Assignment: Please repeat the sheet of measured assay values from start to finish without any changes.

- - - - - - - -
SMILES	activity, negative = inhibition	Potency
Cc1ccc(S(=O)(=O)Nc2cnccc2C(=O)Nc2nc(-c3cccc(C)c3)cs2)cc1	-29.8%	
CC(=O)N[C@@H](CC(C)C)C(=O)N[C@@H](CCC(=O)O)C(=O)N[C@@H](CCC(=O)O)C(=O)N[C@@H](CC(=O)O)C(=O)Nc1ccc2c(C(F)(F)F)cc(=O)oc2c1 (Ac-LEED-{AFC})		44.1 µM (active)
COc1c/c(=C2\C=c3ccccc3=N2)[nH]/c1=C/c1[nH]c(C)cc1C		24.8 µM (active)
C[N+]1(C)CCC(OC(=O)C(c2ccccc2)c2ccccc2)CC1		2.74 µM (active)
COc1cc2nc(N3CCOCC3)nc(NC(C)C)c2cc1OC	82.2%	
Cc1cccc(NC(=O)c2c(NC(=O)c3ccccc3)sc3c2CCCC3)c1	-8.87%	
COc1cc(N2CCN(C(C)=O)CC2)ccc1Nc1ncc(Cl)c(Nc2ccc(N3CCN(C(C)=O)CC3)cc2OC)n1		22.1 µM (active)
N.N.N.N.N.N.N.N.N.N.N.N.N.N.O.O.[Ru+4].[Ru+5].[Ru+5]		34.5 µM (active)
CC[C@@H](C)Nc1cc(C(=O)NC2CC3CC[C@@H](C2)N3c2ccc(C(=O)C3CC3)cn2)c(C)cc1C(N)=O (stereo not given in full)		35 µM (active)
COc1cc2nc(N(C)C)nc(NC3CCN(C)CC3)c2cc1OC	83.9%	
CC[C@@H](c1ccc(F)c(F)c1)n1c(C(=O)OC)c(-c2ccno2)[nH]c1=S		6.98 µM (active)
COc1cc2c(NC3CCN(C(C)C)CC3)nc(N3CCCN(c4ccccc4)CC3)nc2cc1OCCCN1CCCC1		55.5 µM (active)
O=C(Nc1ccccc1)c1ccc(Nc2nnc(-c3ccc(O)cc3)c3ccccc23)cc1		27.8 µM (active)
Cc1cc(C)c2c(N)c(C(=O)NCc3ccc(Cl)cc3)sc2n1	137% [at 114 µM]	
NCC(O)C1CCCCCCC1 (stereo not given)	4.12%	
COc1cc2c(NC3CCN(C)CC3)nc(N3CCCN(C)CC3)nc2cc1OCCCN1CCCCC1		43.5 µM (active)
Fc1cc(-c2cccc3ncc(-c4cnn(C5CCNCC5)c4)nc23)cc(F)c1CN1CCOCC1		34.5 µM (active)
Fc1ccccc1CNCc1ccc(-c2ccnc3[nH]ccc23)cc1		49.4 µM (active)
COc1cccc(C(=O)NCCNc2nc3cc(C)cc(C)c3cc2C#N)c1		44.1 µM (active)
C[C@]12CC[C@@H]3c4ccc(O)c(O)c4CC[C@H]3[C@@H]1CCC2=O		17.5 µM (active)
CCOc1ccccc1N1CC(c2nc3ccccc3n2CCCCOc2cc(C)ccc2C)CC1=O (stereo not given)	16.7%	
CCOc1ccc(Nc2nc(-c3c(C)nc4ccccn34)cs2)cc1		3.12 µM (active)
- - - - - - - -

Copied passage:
SMILES	activity, negative = inhibition	Potency
Cc1ccc(S(=O)(=O)Nc2cnccc2C(=O)Nc2nc(-c3cccc(C)c3)cs2)cc1	-29.8%	
CC(=O)N[C@@H](CC(C)C)C(=O)N[C@@H](CCC(=O)O)C(=O)N[C@@H](CCC(=O)O)C(=O)N[C@@H](CC(=O)O)C(=O)Nc1ccc2c(C(F)(F)F)cc(=O)oc2c1 (Ac-LEED-{AFC})		44.1 µM (active)
COc1c/c(=C2\C=c3ccccc3=N2)[nH]/c1=C/c1[nH]c(C)cc1C		24.8 µM (active)
C[N+]1(C)CCC(OC(=O)C(c2ccccc2)c2ccccc2)CC1		2.74 µM (active)
COc1cc2nc(N3CCOCC3)nc(NC(C)C)c2cc1OC	82.2%	
Cc1cccc(NC(=O)c2c(NC(=O)c3ccccc3)sc3c2CCCC3)c1	-8.87%	
COc1cc(N2CCN(C(C)=O)CC2)ccc1Nc1ncc(Cl)c(Nc2ccc(N3CCN(C(C)=O)CC3)cc2OC)n1		22.1 µM (active)
N.N.N.N.N.N.N.N.N.N.N.N.N.N.O.O.[Ru+4].[Ru+5].[Ru+5]		34.5 µM (active)
CC[C@@H](C)Nc1cc(C(=O)NC2CC3CC[C@@H](C2)N3c2ccc(C(=O)C3CC3)cn2)c(C)cc1C(N)=O (stereo not given in full)		35 µM (active)
COc1cc2nc(N(C)C)nc(NC3CCN(C)CC3)c2cc1OC	83.9%	
CC[C@@H](c1ccc(F)c(F)c1)n1c(C(=O)OC)c(-c2ccno2)[nH]c1=S		6.98 µM (active)
COc1cc2c(NC3CCN(C(C)C)CC3)nc(N3CCCN(c4ccccc4)CC3)nc2cc1OCCCN1CCCC1		55.5 µM (active)
O=C(Nc1ccccc1)c1ccc(Nc2nnc(-c3ccc(O)cc3)c3ccccc23)cc1		27.8 µM (active)
Cc1cc(C)c2c(N)c(C(=O)NCc3ccc(Cl)cc3)sc2n1	137% [at 114 µM]	
NCC(O)C1CCCCCCC1 (stereo not given)	4.12%	
COc1cc2c(NC3CCN(C)CC3)nc(N3CCCN(C)CC3)nc2cc1OCCCN1CCCCC1		43.5 µM (active)
Fc1cc(-c2cccc3ncc(-c4cnn(C5CCNCC5)c4)nc23)cc(F)c1CN1CCOCC1		34.5 µM (active)
Fc1ccccc1CNCc1ccc(-c2ccnc3[nH]ccc23)cc1		49.4 µM (active)
COc1cccc(C(=O)NCCNc2nc3cc(C)cc(C)c3cc2C#N)c1		44.1 µM (active)
C[C@]12CC[C@@H]3c4ccc(O)c(O)c4CC[C@H]3[C@@H]1CCC2=O		17.5 µM (active)
CCOc1ccccc1N1CC(c2nc3ccccc3n2CCCCOc2cc(C)ccc2C)CC1=O (stereo not given)	16.7%	
CCOc1ccc(Nc2nc(-c3c(C)nc4ccccn34)cs2)cc1		3.12 µM (active)